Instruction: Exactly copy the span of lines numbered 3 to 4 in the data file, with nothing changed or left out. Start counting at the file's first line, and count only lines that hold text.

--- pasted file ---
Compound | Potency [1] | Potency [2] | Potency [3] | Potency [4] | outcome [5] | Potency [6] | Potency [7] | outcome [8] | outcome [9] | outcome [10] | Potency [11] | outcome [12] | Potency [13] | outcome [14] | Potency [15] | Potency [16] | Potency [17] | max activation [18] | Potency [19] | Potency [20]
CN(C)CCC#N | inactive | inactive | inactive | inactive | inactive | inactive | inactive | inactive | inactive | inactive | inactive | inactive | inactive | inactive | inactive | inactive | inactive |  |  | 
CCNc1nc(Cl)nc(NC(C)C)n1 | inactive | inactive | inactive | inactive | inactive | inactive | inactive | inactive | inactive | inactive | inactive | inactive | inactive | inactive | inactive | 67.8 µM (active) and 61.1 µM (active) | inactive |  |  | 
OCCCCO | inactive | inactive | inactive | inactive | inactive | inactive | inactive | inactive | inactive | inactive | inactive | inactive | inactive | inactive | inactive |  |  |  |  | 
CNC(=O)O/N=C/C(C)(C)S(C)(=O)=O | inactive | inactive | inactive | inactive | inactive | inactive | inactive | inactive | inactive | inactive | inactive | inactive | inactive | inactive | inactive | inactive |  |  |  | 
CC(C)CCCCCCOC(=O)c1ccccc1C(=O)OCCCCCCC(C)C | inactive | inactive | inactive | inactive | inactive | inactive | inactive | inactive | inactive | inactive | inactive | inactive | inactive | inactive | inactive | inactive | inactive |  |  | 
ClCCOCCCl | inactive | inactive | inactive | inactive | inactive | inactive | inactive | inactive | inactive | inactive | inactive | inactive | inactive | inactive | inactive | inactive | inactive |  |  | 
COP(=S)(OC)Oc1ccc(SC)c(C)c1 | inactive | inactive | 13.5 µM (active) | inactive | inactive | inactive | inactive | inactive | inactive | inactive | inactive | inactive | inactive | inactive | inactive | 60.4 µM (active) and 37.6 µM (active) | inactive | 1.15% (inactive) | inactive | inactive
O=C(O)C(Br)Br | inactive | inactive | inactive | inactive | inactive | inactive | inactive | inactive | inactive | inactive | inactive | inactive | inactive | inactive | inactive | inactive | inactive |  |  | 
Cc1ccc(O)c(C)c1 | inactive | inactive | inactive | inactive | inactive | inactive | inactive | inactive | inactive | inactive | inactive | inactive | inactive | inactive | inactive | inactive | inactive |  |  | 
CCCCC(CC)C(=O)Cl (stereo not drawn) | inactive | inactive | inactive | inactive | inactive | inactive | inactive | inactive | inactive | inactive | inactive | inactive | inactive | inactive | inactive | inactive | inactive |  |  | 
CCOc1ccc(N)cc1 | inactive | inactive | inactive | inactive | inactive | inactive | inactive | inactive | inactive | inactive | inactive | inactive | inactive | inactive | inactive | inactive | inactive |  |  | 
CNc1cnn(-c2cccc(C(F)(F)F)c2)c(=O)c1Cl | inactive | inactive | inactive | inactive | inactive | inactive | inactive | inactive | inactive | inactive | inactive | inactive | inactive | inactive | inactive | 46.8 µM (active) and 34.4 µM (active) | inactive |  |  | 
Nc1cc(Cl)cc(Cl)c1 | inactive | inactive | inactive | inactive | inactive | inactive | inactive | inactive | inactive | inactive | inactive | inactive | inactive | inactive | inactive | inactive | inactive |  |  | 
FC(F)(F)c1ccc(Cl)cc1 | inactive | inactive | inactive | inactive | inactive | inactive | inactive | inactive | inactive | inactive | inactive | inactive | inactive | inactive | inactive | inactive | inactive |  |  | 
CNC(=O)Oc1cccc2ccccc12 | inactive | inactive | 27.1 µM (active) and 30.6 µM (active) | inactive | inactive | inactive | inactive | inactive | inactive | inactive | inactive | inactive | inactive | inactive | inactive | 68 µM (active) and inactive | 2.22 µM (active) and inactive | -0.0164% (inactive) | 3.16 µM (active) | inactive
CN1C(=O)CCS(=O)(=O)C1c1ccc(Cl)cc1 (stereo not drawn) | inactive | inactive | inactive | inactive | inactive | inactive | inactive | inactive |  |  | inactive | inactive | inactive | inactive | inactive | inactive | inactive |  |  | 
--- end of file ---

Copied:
CCNc1nc(Cl)nc(NC(C)C)n1 | inactive | inactive | inactive | inactive | inactive | inactive | inactive | inactive | inactive | inactive | inactive | inactive | inactive | inactive | inactive | 67.8 µM (active) and 61.1 µM (active) | inactive |  |  | 
OCCCCO | inactive | inactive | inactive | inactive | inactive | inactive | inactive | inactive | inactive | inactive | inactive | inactive | inactive | inactive | inactive |  |  |  |  | 